The Sealey Challenge: Eye Level

a white hand holds Jenny Xie's EYE LEVEL in front of a wash of gold and green, sun seeping around the edges.
Eye Level

Jenny Xie’s Eye Level is a tender voyager, a traveling companion to the world and also to the depths of interiority, the places we rarely look.

Xie moves through a wide variety of styles in Eye Level, from concrete poetry to prose poetry, from defined verses to freestyle. She chooses carefully: I’m not sure any of the poems in the collection would work in any other form.

We travel the world alongside Xie, from the city in China where she was born to this new country, from Vietnam deep into Xie herself—and, along the way, into ourselves, too, because you can’t read her travels into the depths of herself without going along for the ride. We are different, and we are the same, and Xie points to the sameness and teh difference in the last stanzas of “Square Cells”: “Today the clean square cells of this city / contain so many faces. // Each brightened by a fear / which makes them commonplace.” It’s a beautiful image, and a powerful one. The cells of the image, which often hang out, as the poem makes clear, on computers and tablets, are rendered even more powerful by this time of pandemic, when so many of us retain connections to the outer world thanks to the pixels on our own device screens.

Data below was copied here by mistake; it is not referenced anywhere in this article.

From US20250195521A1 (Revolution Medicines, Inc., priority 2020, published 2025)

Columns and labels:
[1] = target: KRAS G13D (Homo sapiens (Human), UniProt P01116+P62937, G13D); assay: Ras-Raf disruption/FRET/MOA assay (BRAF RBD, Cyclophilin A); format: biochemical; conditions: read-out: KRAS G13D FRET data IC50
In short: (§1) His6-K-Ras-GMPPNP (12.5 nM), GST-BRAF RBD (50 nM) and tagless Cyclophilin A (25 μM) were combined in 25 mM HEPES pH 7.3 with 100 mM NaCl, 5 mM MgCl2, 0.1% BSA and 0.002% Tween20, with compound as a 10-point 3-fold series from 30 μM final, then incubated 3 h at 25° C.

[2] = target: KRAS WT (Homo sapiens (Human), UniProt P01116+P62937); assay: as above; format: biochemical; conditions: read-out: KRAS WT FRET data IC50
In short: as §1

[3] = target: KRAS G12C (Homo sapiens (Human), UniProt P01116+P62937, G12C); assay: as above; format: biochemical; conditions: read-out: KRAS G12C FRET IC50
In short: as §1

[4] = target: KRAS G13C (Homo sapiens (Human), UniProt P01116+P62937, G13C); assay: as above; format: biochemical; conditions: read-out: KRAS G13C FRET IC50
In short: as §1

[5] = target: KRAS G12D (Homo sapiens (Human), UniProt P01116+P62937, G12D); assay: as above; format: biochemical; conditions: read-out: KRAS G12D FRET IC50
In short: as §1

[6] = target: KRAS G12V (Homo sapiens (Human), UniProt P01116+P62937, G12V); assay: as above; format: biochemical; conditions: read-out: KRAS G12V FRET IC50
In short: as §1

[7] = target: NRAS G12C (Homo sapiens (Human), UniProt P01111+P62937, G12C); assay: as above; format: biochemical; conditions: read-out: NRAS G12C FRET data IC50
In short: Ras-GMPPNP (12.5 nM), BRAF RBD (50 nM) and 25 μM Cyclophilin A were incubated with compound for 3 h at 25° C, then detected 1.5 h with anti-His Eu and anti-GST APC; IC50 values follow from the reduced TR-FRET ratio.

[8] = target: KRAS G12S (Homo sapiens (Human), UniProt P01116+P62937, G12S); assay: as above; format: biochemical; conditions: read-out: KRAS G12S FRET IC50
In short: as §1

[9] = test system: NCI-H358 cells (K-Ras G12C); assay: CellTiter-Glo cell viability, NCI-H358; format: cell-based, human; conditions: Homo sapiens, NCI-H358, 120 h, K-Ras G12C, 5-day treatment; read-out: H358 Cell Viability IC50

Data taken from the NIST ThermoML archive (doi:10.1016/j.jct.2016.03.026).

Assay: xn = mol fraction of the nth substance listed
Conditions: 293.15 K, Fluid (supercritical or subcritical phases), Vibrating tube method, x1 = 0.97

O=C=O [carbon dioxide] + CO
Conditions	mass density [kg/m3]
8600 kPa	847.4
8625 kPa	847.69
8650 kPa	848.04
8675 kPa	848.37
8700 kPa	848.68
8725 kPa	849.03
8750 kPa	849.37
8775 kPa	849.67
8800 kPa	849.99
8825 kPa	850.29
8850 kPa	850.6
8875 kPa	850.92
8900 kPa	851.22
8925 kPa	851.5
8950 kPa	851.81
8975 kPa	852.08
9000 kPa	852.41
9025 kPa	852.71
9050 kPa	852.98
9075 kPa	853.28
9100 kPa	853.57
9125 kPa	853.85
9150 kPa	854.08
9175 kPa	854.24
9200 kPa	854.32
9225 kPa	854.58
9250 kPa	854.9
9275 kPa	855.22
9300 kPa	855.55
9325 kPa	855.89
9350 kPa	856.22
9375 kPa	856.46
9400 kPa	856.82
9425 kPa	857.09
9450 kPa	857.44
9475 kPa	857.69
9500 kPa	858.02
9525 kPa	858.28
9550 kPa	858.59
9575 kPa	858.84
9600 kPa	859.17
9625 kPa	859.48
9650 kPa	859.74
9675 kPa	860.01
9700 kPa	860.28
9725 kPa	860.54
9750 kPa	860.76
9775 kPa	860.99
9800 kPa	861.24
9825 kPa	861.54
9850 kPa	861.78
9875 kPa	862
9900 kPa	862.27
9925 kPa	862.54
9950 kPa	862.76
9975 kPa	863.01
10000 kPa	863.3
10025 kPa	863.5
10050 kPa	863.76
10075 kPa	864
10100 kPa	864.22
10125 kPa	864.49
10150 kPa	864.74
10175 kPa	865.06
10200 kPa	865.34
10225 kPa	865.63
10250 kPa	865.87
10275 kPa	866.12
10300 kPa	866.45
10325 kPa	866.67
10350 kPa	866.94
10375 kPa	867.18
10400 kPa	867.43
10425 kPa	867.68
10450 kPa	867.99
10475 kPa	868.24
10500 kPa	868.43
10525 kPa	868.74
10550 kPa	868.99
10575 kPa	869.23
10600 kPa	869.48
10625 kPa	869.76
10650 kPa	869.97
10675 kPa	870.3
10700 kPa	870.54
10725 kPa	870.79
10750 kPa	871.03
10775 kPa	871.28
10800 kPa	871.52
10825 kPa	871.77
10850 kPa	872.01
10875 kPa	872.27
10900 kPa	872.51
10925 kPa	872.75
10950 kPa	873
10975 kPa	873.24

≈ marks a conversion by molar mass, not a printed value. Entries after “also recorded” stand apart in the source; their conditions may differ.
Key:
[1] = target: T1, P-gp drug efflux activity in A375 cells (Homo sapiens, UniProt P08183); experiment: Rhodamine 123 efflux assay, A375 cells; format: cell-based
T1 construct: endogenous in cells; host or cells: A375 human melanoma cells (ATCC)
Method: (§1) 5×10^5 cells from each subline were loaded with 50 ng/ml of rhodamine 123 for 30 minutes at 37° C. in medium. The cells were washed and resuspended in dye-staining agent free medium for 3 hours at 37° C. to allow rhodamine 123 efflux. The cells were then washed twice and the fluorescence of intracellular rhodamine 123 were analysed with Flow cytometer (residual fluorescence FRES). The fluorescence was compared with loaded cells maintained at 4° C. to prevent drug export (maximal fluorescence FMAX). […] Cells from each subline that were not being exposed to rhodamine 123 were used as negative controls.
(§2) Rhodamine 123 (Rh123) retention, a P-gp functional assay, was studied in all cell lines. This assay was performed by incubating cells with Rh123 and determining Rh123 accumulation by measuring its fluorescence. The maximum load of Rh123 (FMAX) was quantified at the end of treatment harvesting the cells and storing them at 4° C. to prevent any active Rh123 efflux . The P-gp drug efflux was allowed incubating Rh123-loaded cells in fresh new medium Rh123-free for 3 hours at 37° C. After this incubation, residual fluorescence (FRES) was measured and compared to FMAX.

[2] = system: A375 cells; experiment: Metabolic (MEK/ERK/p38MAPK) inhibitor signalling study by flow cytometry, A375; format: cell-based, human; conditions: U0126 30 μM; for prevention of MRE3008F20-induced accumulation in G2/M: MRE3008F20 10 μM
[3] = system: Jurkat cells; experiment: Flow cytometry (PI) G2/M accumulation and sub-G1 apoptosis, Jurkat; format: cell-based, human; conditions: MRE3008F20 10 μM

We are all different, and all the same, and though I’ve never been to Vietnam, nor to China, nor indeed to any country but my own, save few brief trips into Canada, I can recognize the loneliness and the questing and the wondering Xie paints throughout Eye Level. Word and form choices create worlds so real you feel as if you can touch them. You’ve probably been there yourself, at one point or another, whether half-asleep on the subway or lost and lonely among the throngs of the world.

Xie travels the world, bringing us along with her, but even as she goes she turns inward, looking at the self. She even points to the vast interiority in “Long Nights”: “Traveling and traveling, / but so much interior / unpicked over by the eyes. // Nothing is as far as here.” It’s an aching, strange, tender pair of verses, as beautiful as the rest of Eye Level, speaking to what we have read—and, I think, to what must be read again.

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